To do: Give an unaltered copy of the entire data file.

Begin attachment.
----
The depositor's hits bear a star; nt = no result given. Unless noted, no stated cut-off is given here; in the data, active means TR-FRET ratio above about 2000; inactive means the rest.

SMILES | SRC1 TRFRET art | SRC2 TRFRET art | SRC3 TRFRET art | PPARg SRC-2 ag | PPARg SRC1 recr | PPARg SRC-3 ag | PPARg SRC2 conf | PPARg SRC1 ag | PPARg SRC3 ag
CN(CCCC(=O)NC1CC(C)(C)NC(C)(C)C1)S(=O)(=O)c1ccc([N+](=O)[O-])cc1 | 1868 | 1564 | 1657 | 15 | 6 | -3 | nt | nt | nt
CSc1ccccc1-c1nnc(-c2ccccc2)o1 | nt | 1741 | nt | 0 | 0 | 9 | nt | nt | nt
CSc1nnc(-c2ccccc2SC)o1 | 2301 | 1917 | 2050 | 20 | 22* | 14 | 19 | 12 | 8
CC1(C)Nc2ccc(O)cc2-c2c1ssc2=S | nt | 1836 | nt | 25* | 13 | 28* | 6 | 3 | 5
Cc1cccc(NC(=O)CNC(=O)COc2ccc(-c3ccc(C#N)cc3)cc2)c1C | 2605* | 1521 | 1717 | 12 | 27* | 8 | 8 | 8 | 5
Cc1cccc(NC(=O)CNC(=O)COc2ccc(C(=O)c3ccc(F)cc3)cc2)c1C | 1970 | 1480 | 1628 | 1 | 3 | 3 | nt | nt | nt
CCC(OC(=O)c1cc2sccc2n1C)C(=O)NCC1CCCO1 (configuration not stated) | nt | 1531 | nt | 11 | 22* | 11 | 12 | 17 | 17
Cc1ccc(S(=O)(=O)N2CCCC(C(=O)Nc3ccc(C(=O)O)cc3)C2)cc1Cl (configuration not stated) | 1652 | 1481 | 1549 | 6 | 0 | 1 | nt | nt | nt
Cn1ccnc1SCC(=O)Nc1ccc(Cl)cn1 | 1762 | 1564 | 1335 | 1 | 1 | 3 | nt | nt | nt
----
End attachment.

The depositor's hits bear a star; nt = no result given. Unless noted, no stated cut-off is given here; in the data, active means TR-FRET ratio above about 2000; inactive means the rest.

SMILES | SRC1 TRFRET art | SRC2 TRFRET art | SRC3 TRFRET art | PPARg SRC-2 ag | PPARg SRC1 recr | PPARg SRC-3 ag | PPARg SRC2 conf | PPARg SRC1 ag | PPARg SRC3 ag
CN(CCCC(=O)NC1CC(C)(C)NC(C)(C)C1)S(=O)(=O)c1ccc([N+](=O)[O-])cc1 | 1868 | 1564 | 1657 | 15 | 6 | -3 | nt | nt | nt
CSc1ccccc1-c1nnc(-c2ccccc2)o1 | nt | 1741 | nt | 0 | 0 | 9 | nt | nt | nt
CSc1nnc(-c2ccccc2SC)o1 | 2301 | 1917 | 2050 | 20 | 22* | 14 | 19 | 12 | 8
CC1(C)Nc2ccc(O)cc2-c2c1ssc2=S | nt | 1836 | nt | 25* | 13 | 28* | 6 | 3 | 5
Cc1cccc(NC(=O)CNC(=O)COc2ccc(-c3ccc(C#N)cc3)cc2)c1C | 2605* | 1521 | 1717 | 12 | 27* | 8 | 8 | 8 | 5
Cc1cccc(NC(=O)CNC(=O)COc2ccc(C(=O)c3ccc(F)cc3)cc2)c1C | 1970 | 1480 | 1628 | 1 | 3 | 3 | nt | nt | nt
CCC(OC(=O)c1cc2sccc2n1C)C(=O)NCC1CCCO1 (configuration not stated) | nt | 1531 | nt | 11 | 22* | 11 | 12 | 17 | 17
Cc1ccc(S(=O)(=O)N2CCCC(C(=O)Nc3ccc(C(=O)O)cc3)C2)cc1Cl (configuration not stated) | 1652 | 1481 | 1549 | 6 | 0 | 1 | nt | nt | nt
Cn1ccnc1SCC(=O)Nc1ccc(Cl)cn1 | 1762 | 1564 | 1335 | 1 | 1 | 3 | nt | nt | nt